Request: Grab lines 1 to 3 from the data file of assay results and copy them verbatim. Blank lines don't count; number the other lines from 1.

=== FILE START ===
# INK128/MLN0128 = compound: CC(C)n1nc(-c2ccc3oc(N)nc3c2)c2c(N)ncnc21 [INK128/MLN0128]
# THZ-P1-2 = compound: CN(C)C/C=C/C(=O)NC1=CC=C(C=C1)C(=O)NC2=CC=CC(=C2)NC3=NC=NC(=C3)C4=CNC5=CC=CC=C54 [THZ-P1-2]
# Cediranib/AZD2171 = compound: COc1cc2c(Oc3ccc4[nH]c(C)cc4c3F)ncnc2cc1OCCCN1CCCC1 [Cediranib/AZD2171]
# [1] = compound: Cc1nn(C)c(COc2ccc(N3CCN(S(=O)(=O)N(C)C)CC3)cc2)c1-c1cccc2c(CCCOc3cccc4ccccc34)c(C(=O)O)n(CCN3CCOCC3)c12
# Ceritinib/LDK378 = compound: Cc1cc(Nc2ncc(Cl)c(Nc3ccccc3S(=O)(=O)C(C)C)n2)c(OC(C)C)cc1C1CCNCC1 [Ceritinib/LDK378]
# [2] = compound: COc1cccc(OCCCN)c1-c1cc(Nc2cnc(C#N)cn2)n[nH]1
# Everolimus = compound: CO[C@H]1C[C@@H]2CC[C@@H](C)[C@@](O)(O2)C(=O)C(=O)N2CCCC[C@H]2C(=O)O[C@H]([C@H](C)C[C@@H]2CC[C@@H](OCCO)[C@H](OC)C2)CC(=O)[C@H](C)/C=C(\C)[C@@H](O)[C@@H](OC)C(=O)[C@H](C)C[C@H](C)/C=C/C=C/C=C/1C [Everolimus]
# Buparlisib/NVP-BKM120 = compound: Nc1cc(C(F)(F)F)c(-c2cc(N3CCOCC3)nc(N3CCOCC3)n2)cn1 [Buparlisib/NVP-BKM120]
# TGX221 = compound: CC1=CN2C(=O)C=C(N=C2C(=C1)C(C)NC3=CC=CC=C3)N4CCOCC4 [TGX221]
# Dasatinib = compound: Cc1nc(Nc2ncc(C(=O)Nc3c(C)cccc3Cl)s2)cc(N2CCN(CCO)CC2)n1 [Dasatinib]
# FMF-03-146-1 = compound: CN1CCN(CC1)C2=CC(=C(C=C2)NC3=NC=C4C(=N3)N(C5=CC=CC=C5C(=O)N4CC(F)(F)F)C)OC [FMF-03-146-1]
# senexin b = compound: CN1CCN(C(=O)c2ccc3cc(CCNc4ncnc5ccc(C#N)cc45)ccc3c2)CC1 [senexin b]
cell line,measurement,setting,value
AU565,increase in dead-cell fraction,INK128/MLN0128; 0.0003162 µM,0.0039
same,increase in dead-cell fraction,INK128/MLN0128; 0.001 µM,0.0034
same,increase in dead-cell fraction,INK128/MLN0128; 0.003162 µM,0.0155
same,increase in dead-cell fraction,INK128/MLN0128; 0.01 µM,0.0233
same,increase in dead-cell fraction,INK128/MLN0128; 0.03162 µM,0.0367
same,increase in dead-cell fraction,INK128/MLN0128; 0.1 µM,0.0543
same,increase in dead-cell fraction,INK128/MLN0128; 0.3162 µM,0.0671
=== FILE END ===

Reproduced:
# INK128/MLN0128 = compound: CC(C)n1nc(-c2ccc3oc(N)nc3c2)c2c(N)ncnc21 [INK128/MLN0128]
# THZ-P1-2 = compound: CN(C)C/C=C/C(=O)NC1=CC=C(C=C1)C(=O)NC2=CC=CC(=C2)NC3=NC=NC(=C3)C4=CNC5=CC=CC=C54 [THZ-P1-2]
# Cediranib/AZD2171 = compound: COc1cc2c(Oc3ccc4[nH]c(C)cc4c3F)ncnc2cc1OCCCN1CCCC1 [Cediranib/AZD2171]